United States District Court, D. Colorado
April 3, 2015
ABBY LANDOW, JEFFREY ALAN, SUSAN WYMER, LAWRENCE BEALL, GREENPEACE INC., and NANCY YORK, Plaintiffs,
CITY OF FORT COLLINS, Defendant.
ORDER DECLINING TO RECUSE
WILLIAM J. MARTÍNEZ, District Judge.
This matter is before the Court on Defendant City of Fort Collins's Motion for Judicial Recusal ("Motion"). (ECF No. 20.) On February 13, 2015, a Notice of Disclosure was issued informing the parties that I, the undersigned, formerly served as a member of the Legal Panel for the American Civil Liberties Union of Colorado ("Legal Panel"), a legal advisory board to the American Civil Liberties Union - Denver ("ACLU"), three attorneys for which currently serve as Plaintiffs' counsel. (ECF No. 12.) On February 23, 2015, Defendant filed the instant Motion, arguing that recusal was warranted because the undersigned's former membership on the Legal Panel created a perceived possibility of partiality. (ECF No. 20 at 4.) On March 9, 2015, this Court issued an Order denying Defendant's Motion, and indicated that a subsequent order detailing the reasons for the denial would be issued separately. (ECF No. 33.) Those reasons are discussed herein.
Pursuant to 28 U.S.C. § 455(a), "a judge of the United States shall disqualify himself in any proceeding in which his impartiality might reasonably be questioned, " as well as in cases of personal bias or prejudice, or where the judge has a personal or a financial interest in the controversy. 28 U.S.C. § 455(a)-(b). Recusal is required when "a reasonable person, knowing all the facts, would harbor doubts about the judge's impartiality." Bryce v. Episcopal Church in the Diocese of Colo., 289 F.3d 648, 659 (10th Cir. 2002). "The trial judge must recuse himself when there is the appearance of bias, regardless of whether there is actual bias." Id. (citing Nichols v. Alley, 71 F.3d 347, 350 (10th Cir. 1995)). However, "[t]he recusal statute should not be construed so broadly as to become presumptive or to require recusal based on unsubstantiated suggestions of personal bias or prejudice." Id. at 659-60.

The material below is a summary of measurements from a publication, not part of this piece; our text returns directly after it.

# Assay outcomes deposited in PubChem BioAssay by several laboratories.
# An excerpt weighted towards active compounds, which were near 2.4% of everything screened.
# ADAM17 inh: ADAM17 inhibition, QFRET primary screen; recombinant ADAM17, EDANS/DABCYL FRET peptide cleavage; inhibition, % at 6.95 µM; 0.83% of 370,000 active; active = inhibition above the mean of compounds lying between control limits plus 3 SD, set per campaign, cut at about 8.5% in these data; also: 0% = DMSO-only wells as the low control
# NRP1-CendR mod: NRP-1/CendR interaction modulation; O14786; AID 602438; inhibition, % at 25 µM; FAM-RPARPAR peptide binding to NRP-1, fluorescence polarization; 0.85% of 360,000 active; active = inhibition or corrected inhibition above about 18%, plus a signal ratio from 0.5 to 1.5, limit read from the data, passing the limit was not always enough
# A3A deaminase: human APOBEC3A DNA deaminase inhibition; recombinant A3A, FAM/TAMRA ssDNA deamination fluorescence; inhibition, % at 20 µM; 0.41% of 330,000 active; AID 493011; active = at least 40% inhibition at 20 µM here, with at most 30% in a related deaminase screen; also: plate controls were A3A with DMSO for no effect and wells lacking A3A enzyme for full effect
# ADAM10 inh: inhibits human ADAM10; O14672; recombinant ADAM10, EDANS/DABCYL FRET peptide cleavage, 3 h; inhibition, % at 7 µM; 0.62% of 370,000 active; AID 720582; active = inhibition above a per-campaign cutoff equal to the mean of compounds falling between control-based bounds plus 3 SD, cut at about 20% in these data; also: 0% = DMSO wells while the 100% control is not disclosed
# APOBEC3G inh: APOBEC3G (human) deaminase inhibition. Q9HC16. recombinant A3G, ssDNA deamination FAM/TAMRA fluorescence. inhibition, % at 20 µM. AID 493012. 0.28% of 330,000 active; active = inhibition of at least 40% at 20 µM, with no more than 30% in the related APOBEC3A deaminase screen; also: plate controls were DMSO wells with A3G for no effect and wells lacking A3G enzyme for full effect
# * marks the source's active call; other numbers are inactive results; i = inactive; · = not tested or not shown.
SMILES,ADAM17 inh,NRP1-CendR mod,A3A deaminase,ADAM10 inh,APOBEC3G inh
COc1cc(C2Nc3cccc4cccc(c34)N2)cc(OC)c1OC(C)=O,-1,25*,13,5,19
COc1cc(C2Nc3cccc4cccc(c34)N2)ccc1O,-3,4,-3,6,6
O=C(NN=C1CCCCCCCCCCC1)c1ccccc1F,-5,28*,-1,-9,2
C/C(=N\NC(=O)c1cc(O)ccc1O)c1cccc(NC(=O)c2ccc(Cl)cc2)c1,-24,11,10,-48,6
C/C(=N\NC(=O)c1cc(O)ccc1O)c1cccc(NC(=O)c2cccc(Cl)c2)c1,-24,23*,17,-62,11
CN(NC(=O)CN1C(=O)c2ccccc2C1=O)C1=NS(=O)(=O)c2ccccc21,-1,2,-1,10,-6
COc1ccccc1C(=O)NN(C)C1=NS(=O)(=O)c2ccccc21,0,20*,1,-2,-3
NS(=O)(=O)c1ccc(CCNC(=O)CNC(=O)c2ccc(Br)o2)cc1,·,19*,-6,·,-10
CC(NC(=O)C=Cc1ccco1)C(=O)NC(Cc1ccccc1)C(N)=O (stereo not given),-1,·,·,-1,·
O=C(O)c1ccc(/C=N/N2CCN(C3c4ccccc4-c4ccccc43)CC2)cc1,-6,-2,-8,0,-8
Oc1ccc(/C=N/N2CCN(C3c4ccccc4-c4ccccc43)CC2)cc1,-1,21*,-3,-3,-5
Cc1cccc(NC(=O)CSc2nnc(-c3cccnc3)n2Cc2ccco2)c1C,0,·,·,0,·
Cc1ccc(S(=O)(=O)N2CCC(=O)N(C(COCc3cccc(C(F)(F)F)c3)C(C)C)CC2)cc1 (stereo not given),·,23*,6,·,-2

The evaluation of the necessity of recusal is further informed by the provisions of the Judicial Conduct and Disability Act ("JCDA"), 28 U.S.C. §§ 351, et seq., and the Code of Conduct for United States Judges, Canon 2A, which provides that "[a]n appearance of impropriety occurs when reasonable minds, with knowledge of all the relevant circumstances disclosed by a reasonable inquiry, would conclude that the judge's honesty, integrity, impartiality, temperament, or fitness to serve as a judge is impaired." See also Code of Conduct for United States Judges, Canon 3C(1) (requiring recusal where "the judge's impartiality might reasonably be questioned, including... [where] the judge served as a lawyer in the matter in controversy, or a lawyer with whom the judge previously practiced law served during such association as a lawyer concerning the matter, or the judge or lawyer has been a material witness").